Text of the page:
If I had to pick a desert island dessert, these very well may be it. Two perennial favorites (chai tea and caramel) combine for a sweet that is both over-the-top decadent and comforting at the same time. Chewy, well-spiced, and sweet, but never cloying (thanks to a heavy-handed dusting of fleur de sel), these are easily the best thing to come out of my prolific kitchen in months.
Yes, making caramels is a time-intensive proposition, but with this recipe, it's a near foolproof procedure, provided you use a candy thermometer.
Keep reading for the ooey-gooey chewy recipe.
Lastly, don't be put off by the lengthy recipe: straightforward as this unusual method for caramel-cookery is, it does involve a few steps, and I also included some tips along the way, making this a perfect entrée to the world of candy-making for novices.
Adapted from Miette: Recipes From San Francisco's Most Charming Pastry Shop by Meg Ray
Salted Chai Caramels
3 tablespoons loose-leaf chai tea
1 1/2 cups heavy cream
1 1/4 cups whole milk
2 cups (14 ounces) granulated sugar
1 1/4 cups (10 ounces) dark brown sugar
1 teaspoon kosher salt
2 tablespoons unsalted butter
1/2 cup light corn syrup
3 tablespoons water
Fleur de sel for sprinkling
- Lightly grease the sides and bottom of an eight-by-eight-inch square pan. Create a parchment sling (to help remove the slab of caramel from the pan later) by cutting two rectangular pieces of parchment paper long enough to extend over the sides of the pan by two to three inches. Line the pan with the parchment.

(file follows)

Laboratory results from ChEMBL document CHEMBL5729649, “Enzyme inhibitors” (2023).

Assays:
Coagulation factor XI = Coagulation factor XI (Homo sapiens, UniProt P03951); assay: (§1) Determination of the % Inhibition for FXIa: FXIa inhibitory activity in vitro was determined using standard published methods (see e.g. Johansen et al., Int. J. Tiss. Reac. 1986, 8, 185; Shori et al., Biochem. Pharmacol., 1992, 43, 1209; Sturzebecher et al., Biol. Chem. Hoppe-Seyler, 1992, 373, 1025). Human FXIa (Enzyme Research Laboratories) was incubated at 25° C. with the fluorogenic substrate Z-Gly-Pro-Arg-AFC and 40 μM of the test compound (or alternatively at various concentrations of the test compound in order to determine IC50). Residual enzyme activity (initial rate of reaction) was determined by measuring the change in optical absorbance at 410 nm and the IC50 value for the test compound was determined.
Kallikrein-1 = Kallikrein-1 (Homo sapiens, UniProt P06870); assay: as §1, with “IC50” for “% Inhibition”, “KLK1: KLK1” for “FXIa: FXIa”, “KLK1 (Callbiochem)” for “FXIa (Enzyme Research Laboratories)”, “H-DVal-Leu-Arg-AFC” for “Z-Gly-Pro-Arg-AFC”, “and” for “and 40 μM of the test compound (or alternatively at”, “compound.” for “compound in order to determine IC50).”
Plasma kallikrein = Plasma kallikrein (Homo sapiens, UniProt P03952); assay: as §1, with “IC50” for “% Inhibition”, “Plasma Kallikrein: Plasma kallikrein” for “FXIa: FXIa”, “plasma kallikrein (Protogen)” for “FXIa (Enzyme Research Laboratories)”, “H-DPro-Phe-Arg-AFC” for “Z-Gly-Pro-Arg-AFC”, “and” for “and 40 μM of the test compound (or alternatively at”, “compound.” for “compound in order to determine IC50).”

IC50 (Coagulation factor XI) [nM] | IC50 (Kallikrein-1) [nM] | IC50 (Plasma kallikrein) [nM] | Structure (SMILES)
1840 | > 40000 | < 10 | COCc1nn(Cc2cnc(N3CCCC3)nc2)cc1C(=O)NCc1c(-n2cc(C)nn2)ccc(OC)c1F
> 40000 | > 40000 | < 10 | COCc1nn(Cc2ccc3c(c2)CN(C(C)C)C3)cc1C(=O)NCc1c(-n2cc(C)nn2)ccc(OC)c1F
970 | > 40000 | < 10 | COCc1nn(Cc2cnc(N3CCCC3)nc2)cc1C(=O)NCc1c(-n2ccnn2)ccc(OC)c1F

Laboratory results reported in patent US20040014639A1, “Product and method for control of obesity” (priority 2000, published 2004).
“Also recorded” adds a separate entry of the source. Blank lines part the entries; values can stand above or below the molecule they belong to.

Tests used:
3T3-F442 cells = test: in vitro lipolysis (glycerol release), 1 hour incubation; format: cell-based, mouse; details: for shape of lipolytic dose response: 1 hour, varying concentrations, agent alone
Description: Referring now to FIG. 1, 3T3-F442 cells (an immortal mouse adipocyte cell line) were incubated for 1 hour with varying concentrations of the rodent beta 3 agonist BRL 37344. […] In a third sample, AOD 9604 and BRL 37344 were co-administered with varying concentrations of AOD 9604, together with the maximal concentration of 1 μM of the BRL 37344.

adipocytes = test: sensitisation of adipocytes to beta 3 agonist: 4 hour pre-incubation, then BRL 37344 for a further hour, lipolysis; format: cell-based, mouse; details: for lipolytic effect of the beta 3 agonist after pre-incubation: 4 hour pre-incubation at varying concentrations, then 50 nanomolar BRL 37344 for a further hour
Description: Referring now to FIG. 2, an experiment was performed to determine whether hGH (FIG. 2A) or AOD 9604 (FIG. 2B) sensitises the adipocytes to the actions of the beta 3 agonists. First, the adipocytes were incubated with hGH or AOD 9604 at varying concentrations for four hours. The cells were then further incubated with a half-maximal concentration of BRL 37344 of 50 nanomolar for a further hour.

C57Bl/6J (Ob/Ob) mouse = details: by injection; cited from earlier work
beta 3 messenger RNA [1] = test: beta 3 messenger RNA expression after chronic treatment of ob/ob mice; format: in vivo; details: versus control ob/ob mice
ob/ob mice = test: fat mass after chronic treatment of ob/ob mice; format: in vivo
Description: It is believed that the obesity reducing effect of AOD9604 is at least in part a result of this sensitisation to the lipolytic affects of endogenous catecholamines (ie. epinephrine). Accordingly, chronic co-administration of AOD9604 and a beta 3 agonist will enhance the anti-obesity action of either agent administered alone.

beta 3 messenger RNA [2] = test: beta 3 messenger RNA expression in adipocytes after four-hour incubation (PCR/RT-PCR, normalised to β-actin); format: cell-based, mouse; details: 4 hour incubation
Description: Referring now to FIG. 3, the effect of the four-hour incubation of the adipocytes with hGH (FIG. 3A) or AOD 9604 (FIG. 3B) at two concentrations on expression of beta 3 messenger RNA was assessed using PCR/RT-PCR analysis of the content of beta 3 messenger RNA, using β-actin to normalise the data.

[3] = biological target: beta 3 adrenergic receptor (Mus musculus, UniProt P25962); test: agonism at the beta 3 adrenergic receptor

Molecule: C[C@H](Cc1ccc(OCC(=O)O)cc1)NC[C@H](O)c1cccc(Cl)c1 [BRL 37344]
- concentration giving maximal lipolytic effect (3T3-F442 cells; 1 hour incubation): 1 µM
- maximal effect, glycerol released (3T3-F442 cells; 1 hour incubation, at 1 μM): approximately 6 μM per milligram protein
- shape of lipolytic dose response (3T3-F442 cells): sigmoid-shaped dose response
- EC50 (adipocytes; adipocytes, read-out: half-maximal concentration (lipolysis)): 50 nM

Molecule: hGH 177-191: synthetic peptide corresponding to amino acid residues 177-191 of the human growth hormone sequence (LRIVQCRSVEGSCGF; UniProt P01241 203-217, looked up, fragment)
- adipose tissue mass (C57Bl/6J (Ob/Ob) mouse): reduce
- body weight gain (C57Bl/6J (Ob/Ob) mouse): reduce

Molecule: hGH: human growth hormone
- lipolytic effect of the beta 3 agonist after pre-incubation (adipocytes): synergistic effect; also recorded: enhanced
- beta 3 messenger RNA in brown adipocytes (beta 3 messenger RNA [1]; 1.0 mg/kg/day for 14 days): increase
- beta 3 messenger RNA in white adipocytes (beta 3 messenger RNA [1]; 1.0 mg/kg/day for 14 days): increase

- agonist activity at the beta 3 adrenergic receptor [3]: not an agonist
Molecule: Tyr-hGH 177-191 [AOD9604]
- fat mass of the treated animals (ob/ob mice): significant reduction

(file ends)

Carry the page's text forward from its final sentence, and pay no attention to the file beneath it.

- Add the chai, cream, and milk to a small saucepan, and bring it to a simmer, then take it off the heat and allow it to steep for 10 minutes.
- Line a fine-mesh strainer with cheesecloth and pour the steeped cream mixture through it into a six-quart stockpot.
- Add all remaining ingredients except fleur de sel into the stockpot. Place the pot over medium-low heat and whisk constantly until the butter has melted and the sugar has completely dissolved.
- Clip a candy thermometer to the side of the pan, making sure that the tip does not touch the bottom of the pan, and that it is completely submerged in the liquid. Continue to cook the caramels until the temperature reaches 246°F, about 35 to 45 minutes.
- Take the pot off the heat and immediately (and carefully, sugar burns are notoriously bad) pour all of the caramel mixture into the prepared pan. Allow it to cool for 10 to 15 minutes, then sprinkle with the fleur de sel.
- Let the caramel cool completely to room temperature, then cover with plastic wrap and refrigerate for 30 minutes to an hour to firm up and make the cutting process easier.
- While the caramel chills, cut wax paper into six-by-six-inch squares. Make sure to cut a few extra (at least 70 if cutting the caramels into one-by-one-inch square pieces), as some will rip during the wrapping process.
- Run a butter knife around the edges of the pan to loosen any stubborn bits, and lift out the slab of caramel, using the parchment paper sling as handles. Place the caramel on a cutting board, parchment paper side down, and cut into one-by-one-inch squares (or whatever size you desire).
- Wrap each caramel tightly in a waxed paper square and twist both ends. Store the wrapped caramels in an airtight container to extend shelf life (the twists aren’t perfectly airtight).
Makes 64 caramels.
- My chai of choice for these caramels is from Rishi Tea.
- Wrapped tightly and stored in an airtight container, these should last about 10 days, with the caramels growing firmer toward the end.
- If cutting out 70 squares of waxed paper sounds daunting, try precut wax paper squares specifically designed for the task.